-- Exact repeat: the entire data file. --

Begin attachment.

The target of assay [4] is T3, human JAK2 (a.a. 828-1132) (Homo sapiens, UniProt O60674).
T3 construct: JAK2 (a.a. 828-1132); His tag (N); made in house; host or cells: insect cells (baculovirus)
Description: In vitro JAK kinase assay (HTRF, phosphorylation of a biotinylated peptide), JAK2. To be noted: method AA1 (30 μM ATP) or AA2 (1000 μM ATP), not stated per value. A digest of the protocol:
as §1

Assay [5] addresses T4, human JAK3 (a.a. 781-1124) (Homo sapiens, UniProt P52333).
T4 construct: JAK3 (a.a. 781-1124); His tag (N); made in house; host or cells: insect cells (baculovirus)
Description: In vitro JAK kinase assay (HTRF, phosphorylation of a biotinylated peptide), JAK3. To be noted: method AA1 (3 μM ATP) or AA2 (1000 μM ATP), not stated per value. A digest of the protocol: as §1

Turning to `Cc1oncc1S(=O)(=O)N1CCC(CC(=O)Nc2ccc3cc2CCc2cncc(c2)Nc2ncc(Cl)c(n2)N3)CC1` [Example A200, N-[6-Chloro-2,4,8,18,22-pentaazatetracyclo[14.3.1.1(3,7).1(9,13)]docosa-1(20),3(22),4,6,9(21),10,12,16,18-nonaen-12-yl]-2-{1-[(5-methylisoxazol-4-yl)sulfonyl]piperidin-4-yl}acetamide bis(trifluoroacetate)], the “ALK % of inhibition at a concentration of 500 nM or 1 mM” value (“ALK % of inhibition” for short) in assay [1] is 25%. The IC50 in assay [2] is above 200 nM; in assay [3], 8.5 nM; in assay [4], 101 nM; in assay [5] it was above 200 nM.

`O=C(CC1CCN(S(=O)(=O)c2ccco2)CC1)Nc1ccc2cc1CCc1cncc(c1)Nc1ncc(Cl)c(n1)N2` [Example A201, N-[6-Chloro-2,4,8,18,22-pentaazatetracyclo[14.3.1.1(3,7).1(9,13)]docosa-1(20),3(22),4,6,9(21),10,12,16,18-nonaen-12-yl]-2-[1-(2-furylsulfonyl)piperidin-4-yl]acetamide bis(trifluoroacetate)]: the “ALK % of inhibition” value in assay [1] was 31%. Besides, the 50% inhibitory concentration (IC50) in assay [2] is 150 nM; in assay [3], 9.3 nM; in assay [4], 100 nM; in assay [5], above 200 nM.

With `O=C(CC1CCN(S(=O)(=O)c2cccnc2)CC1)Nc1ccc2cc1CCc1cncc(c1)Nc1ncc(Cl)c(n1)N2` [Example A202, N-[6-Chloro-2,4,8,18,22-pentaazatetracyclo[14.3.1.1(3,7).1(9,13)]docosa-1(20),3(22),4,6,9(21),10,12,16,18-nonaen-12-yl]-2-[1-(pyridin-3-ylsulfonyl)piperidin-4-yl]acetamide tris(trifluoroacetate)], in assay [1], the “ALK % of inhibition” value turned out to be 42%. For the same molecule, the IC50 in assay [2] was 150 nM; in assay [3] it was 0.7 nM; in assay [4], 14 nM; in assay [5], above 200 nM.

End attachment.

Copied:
The target of assay [4] is T3, human JAK2 (a.a. 828-1132) (Homo sapiens, UniProt O60674).
T3 construct: JAK2 (a.a. 828-1132); His tag (N); made in house; host or cells: insect cells (baculovirus)
Description: In vitro JAK kinase assay (HTRF, phosphorylation of a biotinylated peptide), JAK2. To be noted: method AA1 (30 μM ATP) or AA2 (1000 μM ATP), not stated per value. A digest of the protocol:
as §1

Assay [5] addresses T4, human JAK3 (a.a. 781-1124) (Homo sapiens, UniProt P52333).
T4 construct: JAK3 (a.a. 781-1124); His tag (N); made in house; host or cells: insect cells (baculovirus)
Description: In vitro JAK kinase assay (HTRF, phosphorylation of a biotinylated peptide), JAK3. To be noted: method AA1 (3 μM ATP) or AA2 (1000 μM ATP), not stated per value. A digest of the protocol: as §1

Turning to `Cc1oncc1S(=O)(=O)N1CCC(CC(=O)Nc2ccc3cc2CCc2cncc(c2)Nc2ncc(Cl)c(n2)N3)CC1` [Example A200, N-[6-Chloro-2,4,8,18,22-pentaazatetracyclo[14.3.1.1(3,7).1(9,13)]docosa-1(20),3(22),4,6,9(21),10,12,16,18-nonaen-12-yl]-2-{1-[(5-methylisoxazol-4-yl)sulfonyl]piperidin-4-yl}acetamide bis(trifluoroacetate)], the “ALK % of inhibition at a concentration of 500 nM or 1 mM” value (“ALK % of inhibition” for short) in assay [1] is 25%. The IC50 in assay [2] is above 200 nM; in assay [3], 8.5 nM; in assay [4], 101 nM; in assay [5] it was above 200 nM.

`O=C(CC1CCN(S(=O)(=O)c2ccco2)CC1)Nc1ccc2cc1CCc1cncc(c1)Nc1ncc(Cl)c(n1)N2` [Example A201, N-[6-Chloro-2,4,8,18,22-pentaazatetracyclo[14.3.1.1(3,7).1(9,13)]docosa-1(20),3(22),4,6,9(21),10,12,16,18-nonaen-12-yl]-2-[1-(2-furylsulfonyl)piperidin-4-yl]acetamide bis(trifluoroacetate)]: the “ALK % of inhibition” value in assay [1] was 31%. Besides, the 50% inhibitory concentration (IC50) in assay [2] is 150 nM; in assay [3], 9.3 nM; in assay [4], 100 nM; in assay [5], above 200 nM.

With `O=C(CC1CCN(S(=O)(=O)c2cccnc2)CC1)Nc1ccc2cc1CCc1cncc(c1)Nc1ncc(Cl)c(n1)N2` [Example A202, N-[6-Chloro-2,4,8,18,22-pentaazatetracyclo[14.3.1.1(3,7).1(9,13)]docosa-1(20),3(22),4,6,9(21),10,12,16,18-nonaen-12-yl]-2-[1-(pyridin-3-ylsulfonyl)piperidin-4-yl]acetamide tris(trifluoroacetate)], in assay [1], the “ALK % of inhibition” value turned out to be 42%. For the same molecule, the IC50 in assay [2] was 150 nM; in assay [3] it was 0.7 nM; in assay [4], 14 nM; in assay [5], above 200 nM.